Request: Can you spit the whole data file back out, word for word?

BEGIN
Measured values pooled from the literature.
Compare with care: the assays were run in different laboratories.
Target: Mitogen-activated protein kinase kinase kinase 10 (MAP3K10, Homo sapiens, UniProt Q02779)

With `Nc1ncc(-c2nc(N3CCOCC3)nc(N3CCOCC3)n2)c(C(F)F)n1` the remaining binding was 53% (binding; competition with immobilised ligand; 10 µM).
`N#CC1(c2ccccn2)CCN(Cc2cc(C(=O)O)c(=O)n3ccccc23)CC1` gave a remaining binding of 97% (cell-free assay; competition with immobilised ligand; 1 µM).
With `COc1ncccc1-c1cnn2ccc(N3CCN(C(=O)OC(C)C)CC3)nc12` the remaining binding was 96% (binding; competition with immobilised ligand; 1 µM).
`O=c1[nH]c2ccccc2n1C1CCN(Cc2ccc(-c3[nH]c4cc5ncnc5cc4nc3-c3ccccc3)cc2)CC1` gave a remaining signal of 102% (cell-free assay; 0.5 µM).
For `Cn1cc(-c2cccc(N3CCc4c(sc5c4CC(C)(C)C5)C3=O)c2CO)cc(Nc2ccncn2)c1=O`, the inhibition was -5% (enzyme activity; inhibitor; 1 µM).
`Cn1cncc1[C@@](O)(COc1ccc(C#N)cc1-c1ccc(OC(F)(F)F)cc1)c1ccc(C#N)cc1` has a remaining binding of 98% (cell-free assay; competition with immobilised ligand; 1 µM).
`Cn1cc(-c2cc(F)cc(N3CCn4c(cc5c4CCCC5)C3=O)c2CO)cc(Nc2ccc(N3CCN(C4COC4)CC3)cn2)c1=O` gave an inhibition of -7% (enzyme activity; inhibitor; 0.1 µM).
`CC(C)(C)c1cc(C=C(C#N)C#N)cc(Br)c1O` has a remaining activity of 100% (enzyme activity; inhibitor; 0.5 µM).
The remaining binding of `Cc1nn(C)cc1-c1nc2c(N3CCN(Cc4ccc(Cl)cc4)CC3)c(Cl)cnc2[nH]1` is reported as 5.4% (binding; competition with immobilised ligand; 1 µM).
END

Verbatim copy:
Measured values pooled from the literature.
Compare with care: the assays were run in different laboratories.
Target: Mitogen-activated protein kinase kinase kinase 10 (MAP3K10, Homo sapiens, UniProt Q02779)

With `Nc1ncc(-c2nc(N3CCOCC3)nc(N3CCOCC3)n2)c(C(F)F)n1` the remaining binding was 53% (binding; competition with immobilised ligand; 10 µM).
`N#CC1(c2ccccn2)CCN(Cc2cc(C(=O)O)c(=O)n3ccccc23)CC1` gave a remaining binding of 97% (cell-free assay; competition with immobilised ligand; 1 µM).
With `COc1ncccc1-c1cnn2ccc(N3CCN(C(=O)OC(C)C)CC3)nc12` the remaining binding was 96% (binding; competition with immobilised ligand; 1 µM).
`O=c1[nH]c2ccccc2n1C1CCN(Cc2ccc(-c3[nH]c4cc5ncnc5cc4nc3-c3ccccc3)cc2)CC1` gave a remaining signal of 102% (cell-free assay; 0.5 µM).
For `Cn1cc(-c2cccc(N3CCc4c(sc5c4CC(C)(C)C5)C3=O)c2CO)cc(Nc2ccncn2)c1=O`, the inhibition was -5% (enzyme activity; inhibitor; 1 µM).
`Cn1cncc1[C@@](O)(COc1ccc(C#N)cc1-c1ccc(OC(F)(F)F)cc1)c1ccc(C#N)cc1` has a remaining binding of 98% (cell-free assay; competition with immobilised ligand; 1 µM).
`Cn1cc(-c2cc(F)cc(N3CCn4c(cc5c4CCCC5)C3=O)c2CO)cc(Nc2ccc(N3CCN(C4COC4)CC3)cn2)c1=O` gave an inhibition of -7% (enzyme activity; inhibitor; 0.1 µM).
`CC(C)(C)c1cc(C=C(C#N)C#N)cc(Br)c1O` has a remaining activity of 100% (enzyme activity; inhibitor; 0.5 µM).
The remaining binding of `Cc1nn(C)cc1-c1nc2c(N3CCN(Cc4ccc(Cl)cc4)CC3)c(Cl)cnc2[nH]1` is reported as 5.4% (binding; competition with immobilised ligand; 1 µM).